(Then, in a chipper tone, I asked, “So, are you anywhere near a rich, tall man in handcuffs???”)

From the airport, I immediately returned to Greg’s hospital room, where I told him of my first failure and subsequent second attempt. “I don’t think I could tell the girls that you might die,” he said simply. “I just couldn’t.”

Before 2001, perhaps I would have felt that way–but that year, we watched over twenty people die, among them small, beautiful children. Daily, we witnessed the rawest anguish and pain. Families had travelled cross-country or around the world in desperate hopes of saving their dearest loved ones, and their loss and the price were too much to bear. Heartbreak was a constant neighbor, and death was just a plain reality.

Yesterday, death and heartbreak found us in Georgia. A high school classmate died of complications of cancer. She was 47 and much-loved. Friends were screaming on the phone to me. “What?How can this be? I didn’t know she was ill!” “Is this a sick joke? You have got to be kidding me!” And over and over, “Her poor momma.” The shock combined with an obvious and unspoken, “I wish I had known.”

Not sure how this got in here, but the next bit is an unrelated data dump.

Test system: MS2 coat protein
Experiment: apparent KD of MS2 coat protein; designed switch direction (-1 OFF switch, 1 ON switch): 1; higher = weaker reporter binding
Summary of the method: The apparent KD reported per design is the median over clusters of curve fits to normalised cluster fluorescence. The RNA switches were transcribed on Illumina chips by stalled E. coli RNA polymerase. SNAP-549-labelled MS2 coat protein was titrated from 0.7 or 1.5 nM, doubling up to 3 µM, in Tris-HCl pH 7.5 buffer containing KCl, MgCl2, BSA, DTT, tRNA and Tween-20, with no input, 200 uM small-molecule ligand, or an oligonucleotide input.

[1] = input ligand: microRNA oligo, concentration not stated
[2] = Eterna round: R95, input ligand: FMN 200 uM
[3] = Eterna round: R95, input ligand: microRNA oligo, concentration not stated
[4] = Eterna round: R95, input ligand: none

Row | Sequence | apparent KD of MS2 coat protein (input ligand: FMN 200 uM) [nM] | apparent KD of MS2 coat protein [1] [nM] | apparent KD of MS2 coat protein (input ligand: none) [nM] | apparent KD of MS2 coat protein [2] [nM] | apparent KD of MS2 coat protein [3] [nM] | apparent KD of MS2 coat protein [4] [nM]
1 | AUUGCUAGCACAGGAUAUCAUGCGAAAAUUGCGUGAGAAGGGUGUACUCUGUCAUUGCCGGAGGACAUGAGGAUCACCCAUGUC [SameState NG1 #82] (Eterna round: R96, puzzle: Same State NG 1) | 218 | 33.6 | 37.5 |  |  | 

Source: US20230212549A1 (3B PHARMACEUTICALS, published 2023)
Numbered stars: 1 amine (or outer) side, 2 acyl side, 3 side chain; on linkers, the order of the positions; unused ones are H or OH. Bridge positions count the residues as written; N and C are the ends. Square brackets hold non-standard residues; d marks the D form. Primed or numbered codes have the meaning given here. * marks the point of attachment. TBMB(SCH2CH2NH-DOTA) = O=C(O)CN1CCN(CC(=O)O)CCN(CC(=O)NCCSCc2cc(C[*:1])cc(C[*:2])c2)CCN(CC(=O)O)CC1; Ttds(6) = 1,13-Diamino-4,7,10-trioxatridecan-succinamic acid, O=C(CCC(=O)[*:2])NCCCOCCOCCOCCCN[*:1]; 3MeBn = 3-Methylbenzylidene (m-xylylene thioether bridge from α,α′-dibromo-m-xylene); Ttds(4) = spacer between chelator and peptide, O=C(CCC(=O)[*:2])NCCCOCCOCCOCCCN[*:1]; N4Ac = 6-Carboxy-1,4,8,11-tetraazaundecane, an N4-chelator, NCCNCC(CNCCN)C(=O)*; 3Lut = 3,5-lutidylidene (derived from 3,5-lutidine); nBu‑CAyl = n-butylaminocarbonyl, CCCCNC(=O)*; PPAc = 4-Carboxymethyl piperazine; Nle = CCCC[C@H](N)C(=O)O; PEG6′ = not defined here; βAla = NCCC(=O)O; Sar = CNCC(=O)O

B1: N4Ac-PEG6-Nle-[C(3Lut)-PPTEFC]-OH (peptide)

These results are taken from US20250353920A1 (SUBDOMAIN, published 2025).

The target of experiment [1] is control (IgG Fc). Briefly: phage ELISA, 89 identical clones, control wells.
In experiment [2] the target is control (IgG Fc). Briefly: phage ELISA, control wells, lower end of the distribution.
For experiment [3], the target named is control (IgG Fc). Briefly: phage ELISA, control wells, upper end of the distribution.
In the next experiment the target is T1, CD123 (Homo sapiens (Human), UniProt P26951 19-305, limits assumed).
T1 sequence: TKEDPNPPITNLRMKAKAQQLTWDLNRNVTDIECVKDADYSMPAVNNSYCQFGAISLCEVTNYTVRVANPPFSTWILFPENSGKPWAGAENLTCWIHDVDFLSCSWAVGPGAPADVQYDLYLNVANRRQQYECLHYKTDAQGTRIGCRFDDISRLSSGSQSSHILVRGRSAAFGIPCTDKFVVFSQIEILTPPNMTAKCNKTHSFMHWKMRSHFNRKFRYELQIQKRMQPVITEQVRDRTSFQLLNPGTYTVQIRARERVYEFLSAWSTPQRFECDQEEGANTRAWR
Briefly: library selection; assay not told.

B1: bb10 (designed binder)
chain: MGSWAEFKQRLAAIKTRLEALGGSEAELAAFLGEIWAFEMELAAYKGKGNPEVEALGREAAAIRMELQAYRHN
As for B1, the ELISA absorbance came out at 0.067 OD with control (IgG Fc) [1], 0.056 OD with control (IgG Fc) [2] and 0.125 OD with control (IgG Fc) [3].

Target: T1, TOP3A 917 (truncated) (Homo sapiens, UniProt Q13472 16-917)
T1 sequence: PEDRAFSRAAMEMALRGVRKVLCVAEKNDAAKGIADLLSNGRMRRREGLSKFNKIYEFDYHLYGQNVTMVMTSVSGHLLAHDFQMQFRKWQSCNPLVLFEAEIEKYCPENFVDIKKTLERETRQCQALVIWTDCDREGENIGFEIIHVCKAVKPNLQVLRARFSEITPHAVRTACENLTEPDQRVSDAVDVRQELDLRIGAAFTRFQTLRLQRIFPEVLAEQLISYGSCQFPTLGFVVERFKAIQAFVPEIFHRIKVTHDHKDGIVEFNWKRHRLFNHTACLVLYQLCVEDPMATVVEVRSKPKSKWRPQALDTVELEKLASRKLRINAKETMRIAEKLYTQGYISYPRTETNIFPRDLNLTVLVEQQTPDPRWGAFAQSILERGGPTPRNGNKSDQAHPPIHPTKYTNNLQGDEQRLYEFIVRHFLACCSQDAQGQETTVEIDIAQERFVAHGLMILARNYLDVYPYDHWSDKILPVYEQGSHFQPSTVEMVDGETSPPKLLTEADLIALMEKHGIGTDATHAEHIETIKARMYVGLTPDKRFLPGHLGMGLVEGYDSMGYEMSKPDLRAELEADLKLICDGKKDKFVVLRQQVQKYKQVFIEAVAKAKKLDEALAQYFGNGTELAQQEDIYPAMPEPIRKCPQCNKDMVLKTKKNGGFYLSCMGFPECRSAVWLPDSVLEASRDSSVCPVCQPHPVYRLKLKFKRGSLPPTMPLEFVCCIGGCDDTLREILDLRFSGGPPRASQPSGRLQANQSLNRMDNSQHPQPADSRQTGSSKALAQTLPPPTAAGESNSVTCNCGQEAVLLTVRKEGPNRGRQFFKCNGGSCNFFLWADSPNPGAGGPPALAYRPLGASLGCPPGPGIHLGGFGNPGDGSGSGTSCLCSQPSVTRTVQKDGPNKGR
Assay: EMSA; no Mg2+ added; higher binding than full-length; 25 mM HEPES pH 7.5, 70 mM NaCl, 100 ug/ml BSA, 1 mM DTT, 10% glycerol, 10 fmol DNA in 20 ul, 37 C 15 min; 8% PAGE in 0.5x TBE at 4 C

There was only one Facebook post of hers about her illness. The rest of her posts stayed true to her loves: family, friends, and pets. Casual friends hundreds of miles away had no real way to help her because we had no real way to know–so the shock of her loss is tinged with the regret that we didn’t take the time we would have to make her laugh, share some memories, and perhaps even make amends. We missed our chance to console. To remember. To honor.

Several years ago, another friend made a similar choice. One of the most head-strong women I’ve ever known, she too was ill, also with cancer. She wanted no one to know. There was to be no fuss, no one taking long trips to sit bedside and make small talk–she just wanted her family and present-day friends. The news of her death was heart-breaking, as was the knowledge that we’d missed our goodbye.